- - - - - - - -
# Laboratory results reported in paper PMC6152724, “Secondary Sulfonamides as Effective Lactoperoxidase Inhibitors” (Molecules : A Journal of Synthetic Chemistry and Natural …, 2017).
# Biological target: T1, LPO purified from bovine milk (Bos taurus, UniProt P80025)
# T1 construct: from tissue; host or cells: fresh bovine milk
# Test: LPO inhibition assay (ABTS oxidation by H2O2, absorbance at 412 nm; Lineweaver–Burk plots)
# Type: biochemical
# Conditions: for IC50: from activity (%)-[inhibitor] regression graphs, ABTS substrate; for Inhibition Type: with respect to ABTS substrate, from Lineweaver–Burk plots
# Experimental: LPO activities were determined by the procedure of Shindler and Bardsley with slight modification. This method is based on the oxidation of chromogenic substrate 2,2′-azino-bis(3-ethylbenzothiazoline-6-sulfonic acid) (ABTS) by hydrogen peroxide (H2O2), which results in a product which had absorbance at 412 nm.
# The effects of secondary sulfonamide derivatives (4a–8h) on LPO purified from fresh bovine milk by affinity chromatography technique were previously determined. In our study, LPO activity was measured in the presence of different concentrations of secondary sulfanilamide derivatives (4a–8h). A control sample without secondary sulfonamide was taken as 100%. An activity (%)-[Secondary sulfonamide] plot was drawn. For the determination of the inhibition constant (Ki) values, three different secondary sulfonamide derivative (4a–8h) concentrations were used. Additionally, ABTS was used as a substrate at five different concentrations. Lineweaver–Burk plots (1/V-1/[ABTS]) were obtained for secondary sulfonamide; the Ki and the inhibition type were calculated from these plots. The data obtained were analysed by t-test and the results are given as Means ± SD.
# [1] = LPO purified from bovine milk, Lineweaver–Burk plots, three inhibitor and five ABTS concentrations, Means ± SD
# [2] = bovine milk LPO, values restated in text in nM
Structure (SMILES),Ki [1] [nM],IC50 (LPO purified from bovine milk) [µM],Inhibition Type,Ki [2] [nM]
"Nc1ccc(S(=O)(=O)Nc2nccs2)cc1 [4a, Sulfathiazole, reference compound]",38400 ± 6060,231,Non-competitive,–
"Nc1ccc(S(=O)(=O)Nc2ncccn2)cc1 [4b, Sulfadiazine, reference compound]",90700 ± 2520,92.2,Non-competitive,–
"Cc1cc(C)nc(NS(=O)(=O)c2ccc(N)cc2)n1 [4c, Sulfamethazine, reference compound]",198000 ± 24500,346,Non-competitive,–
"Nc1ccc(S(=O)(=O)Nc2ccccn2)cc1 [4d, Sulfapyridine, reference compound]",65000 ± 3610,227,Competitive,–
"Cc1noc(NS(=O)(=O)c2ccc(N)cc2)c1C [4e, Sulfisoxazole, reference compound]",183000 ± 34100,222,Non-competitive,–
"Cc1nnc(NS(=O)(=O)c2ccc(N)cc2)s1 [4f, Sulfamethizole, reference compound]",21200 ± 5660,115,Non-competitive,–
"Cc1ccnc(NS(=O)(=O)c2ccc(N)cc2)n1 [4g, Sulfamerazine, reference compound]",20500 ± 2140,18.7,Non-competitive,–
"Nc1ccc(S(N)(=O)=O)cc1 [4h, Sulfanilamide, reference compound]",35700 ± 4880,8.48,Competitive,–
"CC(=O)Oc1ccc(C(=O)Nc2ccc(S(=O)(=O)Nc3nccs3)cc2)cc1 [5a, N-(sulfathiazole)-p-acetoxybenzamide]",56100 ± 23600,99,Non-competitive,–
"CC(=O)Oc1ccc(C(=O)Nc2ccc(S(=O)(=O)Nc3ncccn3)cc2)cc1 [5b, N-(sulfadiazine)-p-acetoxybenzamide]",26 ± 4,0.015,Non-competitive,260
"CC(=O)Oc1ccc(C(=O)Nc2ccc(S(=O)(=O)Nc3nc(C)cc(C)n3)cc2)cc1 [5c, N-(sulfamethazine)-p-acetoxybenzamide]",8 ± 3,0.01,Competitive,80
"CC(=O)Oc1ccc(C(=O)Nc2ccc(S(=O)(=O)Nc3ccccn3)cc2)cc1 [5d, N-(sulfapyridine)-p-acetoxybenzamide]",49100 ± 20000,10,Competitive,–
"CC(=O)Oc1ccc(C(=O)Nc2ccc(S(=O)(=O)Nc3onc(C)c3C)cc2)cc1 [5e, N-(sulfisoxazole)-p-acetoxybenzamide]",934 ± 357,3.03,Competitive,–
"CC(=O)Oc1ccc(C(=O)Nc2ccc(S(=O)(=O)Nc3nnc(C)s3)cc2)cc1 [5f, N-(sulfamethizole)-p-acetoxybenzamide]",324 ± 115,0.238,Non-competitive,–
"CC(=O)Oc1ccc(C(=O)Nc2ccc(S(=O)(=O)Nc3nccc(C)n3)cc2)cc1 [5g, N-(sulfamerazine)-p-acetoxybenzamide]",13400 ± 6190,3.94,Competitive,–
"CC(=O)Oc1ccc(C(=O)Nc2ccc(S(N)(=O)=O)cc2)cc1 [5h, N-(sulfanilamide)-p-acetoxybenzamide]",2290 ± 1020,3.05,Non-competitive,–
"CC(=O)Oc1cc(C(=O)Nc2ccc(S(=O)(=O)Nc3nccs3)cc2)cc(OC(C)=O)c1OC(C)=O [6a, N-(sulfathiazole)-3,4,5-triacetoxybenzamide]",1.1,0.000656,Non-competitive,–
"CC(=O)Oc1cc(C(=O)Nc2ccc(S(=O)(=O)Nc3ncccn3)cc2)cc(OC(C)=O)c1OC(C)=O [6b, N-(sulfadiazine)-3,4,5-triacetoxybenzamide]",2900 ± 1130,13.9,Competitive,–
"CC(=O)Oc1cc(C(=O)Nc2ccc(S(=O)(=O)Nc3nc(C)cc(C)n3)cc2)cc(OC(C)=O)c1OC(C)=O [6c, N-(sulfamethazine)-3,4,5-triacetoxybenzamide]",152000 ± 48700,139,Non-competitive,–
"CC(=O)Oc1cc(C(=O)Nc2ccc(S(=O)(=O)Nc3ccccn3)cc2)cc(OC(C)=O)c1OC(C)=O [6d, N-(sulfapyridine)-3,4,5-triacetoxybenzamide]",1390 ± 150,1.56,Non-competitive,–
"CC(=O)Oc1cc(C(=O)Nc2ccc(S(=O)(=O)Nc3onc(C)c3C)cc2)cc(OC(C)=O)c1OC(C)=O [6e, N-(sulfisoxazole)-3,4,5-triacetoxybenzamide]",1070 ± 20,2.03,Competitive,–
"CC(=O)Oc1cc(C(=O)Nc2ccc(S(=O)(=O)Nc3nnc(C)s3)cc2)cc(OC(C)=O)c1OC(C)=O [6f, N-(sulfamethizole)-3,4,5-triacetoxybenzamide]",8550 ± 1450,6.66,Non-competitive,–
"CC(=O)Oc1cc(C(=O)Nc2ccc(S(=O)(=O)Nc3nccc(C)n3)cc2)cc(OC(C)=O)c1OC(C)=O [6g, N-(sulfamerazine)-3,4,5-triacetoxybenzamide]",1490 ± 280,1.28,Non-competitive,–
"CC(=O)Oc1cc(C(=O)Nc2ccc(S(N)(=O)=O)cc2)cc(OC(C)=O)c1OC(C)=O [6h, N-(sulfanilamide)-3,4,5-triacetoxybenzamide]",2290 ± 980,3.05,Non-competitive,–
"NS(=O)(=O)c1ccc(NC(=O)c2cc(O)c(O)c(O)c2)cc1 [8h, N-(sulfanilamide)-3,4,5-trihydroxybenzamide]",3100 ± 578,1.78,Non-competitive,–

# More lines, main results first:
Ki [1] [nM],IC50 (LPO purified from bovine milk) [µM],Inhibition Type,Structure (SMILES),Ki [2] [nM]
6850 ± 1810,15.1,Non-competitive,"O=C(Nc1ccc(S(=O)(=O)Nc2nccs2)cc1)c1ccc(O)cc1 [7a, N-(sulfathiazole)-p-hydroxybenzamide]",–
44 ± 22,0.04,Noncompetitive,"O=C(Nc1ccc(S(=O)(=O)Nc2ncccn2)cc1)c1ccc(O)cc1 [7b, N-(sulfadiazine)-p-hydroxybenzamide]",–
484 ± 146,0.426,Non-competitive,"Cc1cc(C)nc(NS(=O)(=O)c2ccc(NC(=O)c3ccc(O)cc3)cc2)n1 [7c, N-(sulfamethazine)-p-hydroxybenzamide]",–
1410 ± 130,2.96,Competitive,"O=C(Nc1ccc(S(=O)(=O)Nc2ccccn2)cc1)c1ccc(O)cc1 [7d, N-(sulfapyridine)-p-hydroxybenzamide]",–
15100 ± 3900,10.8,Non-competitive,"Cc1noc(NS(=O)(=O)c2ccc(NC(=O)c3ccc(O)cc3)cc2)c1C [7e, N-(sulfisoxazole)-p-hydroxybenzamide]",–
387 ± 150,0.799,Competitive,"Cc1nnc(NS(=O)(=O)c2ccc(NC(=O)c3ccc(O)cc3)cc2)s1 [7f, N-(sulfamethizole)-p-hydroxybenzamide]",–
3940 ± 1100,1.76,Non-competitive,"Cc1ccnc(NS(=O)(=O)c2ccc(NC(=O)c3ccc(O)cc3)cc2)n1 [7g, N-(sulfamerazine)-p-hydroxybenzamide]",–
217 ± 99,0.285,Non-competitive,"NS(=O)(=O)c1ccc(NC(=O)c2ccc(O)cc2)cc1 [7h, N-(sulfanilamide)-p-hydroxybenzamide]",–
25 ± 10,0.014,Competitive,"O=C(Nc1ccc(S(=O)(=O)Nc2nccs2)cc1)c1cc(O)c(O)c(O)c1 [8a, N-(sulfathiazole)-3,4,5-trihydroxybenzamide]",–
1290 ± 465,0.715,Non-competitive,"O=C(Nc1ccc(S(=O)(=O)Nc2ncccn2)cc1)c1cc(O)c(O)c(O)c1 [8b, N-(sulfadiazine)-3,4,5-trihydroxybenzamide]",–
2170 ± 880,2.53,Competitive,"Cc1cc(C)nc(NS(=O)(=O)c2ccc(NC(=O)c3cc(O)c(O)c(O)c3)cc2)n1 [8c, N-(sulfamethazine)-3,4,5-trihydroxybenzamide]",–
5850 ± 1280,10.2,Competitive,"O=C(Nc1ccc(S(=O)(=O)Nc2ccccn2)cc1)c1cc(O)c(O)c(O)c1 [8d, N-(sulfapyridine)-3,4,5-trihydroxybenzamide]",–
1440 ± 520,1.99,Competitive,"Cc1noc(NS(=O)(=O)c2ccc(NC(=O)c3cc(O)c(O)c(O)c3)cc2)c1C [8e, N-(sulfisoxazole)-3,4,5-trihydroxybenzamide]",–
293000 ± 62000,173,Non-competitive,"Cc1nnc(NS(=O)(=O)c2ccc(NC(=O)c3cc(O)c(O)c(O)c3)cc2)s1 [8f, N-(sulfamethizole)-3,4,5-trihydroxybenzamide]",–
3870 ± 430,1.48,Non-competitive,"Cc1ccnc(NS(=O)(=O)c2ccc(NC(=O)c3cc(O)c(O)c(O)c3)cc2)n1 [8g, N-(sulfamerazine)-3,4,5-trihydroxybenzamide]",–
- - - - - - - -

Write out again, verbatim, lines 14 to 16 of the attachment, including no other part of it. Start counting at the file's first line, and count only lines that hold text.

"Cc1cc(C)nc(NS(=O)(=O)c2ccc(N)cc2)n1 [4c, Sulfamethazine, reference compound]",198000 ± 24500,346,Non-competitive,–
"Nc1ccc(S(=O)(=O)Nc2ccccn2)cc1 [4d, Sulfapyridine, reference compound]",65000 ± 3610,227,Competitive,–
"Cc1noc(NS(=O)(=O)c2ccc(N)cc2)c1C [4e, Sulfisoxazole, reference compound]",183000 ± 34100,222,Non-competitive,–